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Social Jet Lag and Nighttime Fasting: Surprising Sleep Research [And awkward dancing]

Posted May 21 2012 12:11am

 

If stick figures had hair, this would so be me. And yes, there is video of my awkward dancing but thankfully it has not seen the light of Facebook. Yet. 

My neck hurts so bad I can’t even touch my chin to my chest. No I don’t have meningitis. I have something worse, something that I haven’t had since college: I have hair-flipping DOMS . This weekend my gorgeous friend (and Turbokick buddy) Lindsey got married and I danced so much at her reception that I pitted out my dress that was not only two layers of skin-tight satin but also covered in gold lace. Hot + hawt = hot mess. And me being my awkward un-sexy self, apparently I figured the best way to “dance” was to flip my hair around like I was at a Queensryche concert. No worries though: unlike my high school self, I did it ironically so I was totes cool.

After all the singing/crying/cake eating/laughing/dancing/throwing pieces of the table centerpieces at people (don’t ask)/wedded-blissedness was over, I finally collapsed in bed about 3:30 a.m. Back in the day (get off my lawn!) that used to be de rigueur but I haven’t stayed up that late without a tiny person instigating it in forever. It threw me off. And not just my neck. All day I’ve felt tired, cranky, spacey and extra hungry. And being LDS, I did all that awful dancing stone-cold sober so I can’t even blame a hangover. According to new research , what I really have is a sleep-over. And not the fun kind where you fork people’s lawns and saran-wrap their car doors shut (just me?).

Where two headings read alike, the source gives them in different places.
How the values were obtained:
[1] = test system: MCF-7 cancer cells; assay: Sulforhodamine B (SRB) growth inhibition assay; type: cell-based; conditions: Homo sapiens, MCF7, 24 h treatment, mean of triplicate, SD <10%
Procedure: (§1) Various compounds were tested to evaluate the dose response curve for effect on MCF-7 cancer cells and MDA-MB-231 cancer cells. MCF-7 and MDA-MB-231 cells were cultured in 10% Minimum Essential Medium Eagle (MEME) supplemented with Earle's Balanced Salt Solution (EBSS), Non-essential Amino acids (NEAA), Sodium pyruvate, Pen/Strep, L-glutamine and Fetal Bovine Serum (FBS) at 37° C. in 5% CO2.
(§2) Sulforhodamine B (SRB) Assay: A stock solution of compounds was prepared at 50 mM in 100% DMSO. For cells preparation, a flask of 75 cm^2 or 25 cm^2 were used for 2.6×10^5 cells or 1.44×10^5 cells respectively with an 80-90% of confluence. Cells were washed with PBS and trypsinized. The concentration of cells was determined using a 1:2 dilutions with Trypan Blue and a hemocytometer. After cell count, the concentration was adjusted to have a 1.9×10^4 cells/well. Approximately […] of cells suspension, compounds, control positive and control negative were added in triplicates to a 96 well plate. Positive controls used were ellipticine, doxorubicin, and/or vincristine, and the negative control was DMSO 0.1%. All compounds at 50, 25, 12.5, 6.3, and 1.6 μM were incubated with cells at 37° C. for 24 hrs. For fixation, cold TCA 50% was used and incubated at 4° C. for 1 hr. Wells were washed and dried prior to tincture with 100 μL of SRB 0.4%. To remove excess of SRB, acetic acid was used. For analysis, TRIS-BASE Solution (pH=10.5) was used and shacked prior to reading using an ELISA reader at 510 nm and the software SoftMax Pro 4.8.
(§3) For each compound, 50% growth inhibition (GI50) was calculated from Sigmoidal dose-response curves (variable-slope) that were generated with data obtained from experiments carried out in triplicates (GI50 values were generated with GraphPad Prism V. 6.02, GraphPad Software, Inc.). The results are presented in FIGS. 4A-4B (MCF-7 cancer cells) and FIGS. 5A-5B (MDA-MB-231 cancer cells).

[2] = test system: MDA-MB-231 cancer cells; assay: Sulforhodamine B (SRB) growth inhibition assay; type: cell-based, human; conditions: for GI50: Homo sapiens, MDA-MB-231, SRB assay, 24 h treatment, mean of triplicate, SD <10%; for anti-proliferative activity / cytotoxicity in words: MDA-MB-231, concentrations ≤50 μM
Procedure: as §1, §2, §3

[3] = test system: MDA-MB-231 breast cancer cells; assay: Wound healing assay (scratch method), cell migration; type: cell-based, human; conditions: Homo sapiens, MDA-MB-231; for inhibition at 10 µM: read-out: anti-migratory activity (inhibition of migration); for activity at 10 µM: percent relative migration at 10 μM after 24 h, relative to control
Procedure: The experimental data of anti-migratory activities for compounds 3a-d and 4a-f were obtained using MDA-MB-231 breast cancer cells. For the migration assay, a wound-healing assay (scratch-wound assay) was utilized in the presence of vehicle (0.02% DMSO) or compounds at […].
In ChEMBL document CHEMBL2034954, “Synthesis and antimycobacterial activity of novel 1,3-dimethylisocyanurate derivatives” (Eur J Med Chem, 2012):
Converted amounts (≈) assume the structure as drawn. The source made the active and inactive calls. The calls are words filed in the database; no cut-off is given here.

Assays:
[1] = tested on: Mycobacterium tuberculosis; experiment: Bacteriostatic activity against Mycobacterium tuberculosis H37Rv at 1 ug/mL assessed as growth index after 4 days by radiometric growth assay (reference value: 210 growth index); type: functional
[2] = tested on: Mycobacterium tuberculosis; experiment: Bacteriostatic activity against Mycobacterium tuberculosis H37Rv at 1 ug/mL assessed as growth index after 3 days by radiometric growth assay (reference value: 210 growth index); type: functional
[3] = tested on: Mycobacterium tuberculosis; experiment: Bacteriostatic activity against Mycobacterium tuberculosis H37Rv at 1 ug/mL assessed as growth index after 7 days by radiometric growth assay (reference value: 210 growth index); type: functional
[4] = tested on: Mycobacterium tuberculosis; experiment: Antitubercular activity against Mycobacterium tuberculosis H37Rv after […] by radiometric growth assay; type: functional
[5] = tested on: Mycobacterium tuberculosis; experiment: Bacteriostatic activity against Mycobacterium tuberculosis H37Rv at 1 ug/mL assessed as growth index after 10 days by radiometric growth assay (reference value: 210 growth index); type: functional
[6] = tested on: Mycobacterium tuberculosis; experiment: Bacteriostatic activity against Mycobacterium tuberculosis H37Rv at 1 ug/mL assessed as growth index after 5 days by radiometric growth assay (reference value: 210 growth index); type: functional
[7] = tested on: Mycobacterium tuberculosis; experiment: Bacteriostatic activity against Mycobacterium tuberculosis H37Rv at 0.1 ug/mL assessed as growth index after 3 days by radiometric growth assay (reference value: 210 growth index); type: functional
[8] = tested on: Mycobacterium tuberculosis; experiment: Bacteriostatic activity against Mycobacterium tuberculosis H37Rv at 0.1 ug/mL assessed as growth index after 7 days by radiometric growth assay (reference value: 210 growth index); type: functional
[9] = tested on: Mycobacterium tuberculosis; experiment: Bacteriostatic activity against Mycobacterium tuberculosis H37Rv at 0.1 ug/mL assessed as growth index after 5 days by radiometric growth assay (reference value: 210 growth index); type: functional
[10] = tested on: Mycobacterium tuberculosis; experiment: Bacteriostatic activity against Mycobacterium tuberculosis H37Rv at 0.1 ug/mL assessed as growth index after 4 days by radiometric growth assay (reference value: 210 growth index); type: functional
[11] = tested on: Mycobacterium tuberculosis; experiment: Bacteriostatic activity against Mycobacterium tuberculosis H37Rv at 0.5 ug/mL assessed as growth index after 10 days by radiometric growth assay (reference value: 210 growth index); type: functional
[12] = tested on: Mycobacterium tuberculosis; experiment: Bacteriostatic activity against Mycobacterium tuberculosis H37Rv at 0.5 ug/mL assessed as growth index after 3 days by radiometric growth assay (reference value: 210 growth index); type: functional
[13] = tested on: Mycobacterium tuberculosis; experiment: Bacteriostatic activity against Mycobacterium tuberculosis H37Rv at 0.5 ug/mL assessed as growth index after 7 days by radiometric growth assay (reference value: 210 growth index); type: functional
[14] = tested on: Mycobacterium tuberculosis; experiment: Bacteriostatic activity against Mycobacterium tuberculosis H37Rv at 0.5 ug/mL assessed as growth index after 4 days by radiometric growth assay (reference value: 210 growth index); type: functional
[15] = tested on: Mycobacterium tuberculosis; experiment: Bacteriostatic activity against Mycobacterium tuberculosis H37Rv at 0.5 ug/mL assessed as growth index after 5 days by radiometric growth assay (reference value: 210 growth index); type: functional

German researchers discovered that people who have the biggest gap between their weekday and weekend bedtimes suffer from “ social jet lag ” — described by lead researcher Till Roenneberg, Ph.D., as “the discrepancy between what our body clock wants us to do and what our social clock wants us to do.” And not only does it make you feel crappy the next day, but it can harm your health.

“In a new study published today in the journal Current Biology, Roenneberg and his colleagues surveyed the sleep habits of more than 65,000 adults and found that people with different weekday and weekend sleep schedules had triple the odds of being overweight.

What’s more, the body mass index (BMI) of overweight people tended to rise as the gap between their weekday and weekend “time zones” widened.

The findings echo previous research linking higher BMI to sleep deprivation and irregular sleep schedules. In particular, numerous studies have found an increased risk of obesity — as well as chronic diseases such as diabetes — among shift workers.”

This isn’t the only interesting sleep research to come out this weekend. A new California study published in the journal Cell Metabolism (scintillating!) reports that mice – like people! except…not! — “Even though they ate a high-fat diet, the mice who wrapped up their eating day early and were forced to fast for 16 hours [over night] were lean — almost as lean as mice in a control group who ate regular chow. But the mice who noshed on high-fat chow around the clock became obese, even though they consumed the same amount of fat and calories as their counterparts on the time-restricted diet.”